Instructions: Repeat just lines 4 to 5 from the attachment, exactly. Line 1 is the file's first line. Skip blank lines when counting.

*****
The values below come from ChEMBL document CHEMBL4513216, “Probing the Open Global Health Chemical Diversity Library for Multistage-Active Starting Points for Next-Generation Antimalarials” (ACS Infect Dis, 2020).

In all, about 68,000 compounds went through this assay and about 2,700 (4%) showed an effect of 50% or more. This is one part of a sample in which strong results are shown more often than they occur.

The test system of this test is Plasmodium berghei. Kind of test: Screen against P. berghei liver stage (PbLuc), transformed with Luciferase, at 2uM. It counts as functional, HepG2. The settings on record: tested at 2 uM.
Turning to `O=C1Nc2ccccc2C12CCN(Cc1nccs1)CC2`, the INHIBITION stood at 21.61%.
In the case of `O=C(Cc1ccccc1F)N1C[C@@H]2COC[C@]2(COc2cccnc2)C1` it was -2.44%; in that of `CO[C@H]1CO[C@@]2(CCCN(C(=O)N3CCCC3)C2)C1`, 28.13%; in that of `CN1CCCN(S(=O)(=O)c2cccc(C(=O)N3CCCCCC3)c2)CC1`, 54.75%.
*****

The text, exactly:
Turning to `O=C1Nc2ccccc2C12CCN(Cc1nccs1)CC2`, the INHIBITION stood at 21.61%.
In the case of `O=C(Cc1ccccc1F)N1C[C@@H]2COC[C@]2(COc2cccnc2)C1` it was -2.44%; in that of `CO[C@H]1CO[C@@]2(CCCN(C(=O)N3CCCC3)C2)C1`, 28.13%; in that of `CN1CCCN(S(=O)(=O)c2cccc(C(=O)N3CCCCCC3)c2)CC1`, 54.75%.